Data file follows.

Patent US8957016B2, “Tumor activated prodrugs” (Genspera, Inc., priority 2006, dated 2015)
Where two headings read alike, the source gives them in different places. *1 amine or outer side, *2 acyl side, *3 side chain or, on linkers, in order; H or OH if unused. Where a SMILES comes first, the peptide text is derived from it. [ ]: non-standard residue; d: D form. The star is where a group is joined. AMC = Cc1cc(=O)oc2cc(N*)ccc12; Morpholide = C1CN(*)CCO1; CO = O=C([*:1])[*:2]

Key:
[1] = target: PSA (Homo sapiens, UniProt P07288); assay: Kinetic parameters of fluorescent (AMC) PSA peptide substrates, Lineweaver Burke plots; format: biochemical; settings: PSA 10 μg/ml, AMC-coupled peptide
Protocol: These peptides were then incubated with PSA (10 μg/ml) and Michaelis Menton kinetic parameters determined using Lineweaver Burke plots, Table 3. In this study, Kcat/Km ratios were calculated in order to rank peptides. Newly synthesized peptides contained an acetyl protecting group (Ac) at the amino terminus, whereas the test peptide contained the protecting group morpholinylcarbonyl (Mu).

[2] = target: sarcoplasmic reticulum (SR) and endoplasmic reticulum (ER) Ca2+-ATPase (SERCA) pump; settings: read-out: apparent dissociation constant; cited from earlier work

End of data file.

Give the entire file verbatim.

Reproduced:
Patent US8957016B2, “Tumor activated prodrugs” (Genspera, Inc., priority 2006, dated 2015)
Where two headings read alike, the source gives them in different places. *1 amine or outer side, *2 acyl side, *3 side chain or, on linkers, in order; H or OH if unused. Where a SMILES comes first, the peptide text is derived from it. [ ]: non-standard residue; d: D form. The star is where a group is joined. AMC = Cc1cc(=O)oc2cc(N*)ccc12; Morpholide = C1CN(*)CCO1; CO = O=C([*:1])[*:2]

Key:
[1] = target: PSA (Homo sapiens, UniProt P07288); assay: Kinetic parameters of fluorescent (AMC) PSA peptide substrates, Lineweaver Burke plots; format: biochemical; settings: PSA 10 μg/ml, AMC-coupled peptide
Protocol: These peptides were then incubated with PSA (10 μg/ml) and Michaelis Menton kinetic parameters determined using Lineweaver Burke plots, Table 3. In this study, Kcat/Km ratios were calculated in order to rank peptides. Newly synthesized peptides contained an acetyl protecting group (Ac) at the amino terminus, whereas the test peptide contained the protecting group morpholinylcarbonyl (Mu).

[2] = target: sarcoplasmic reticulum (SR) and endoplasmic reticulum (ER) Ca2+-ATPase (SERCA) pump; settings: read-out: apparent dissociation constant; cited from earlier work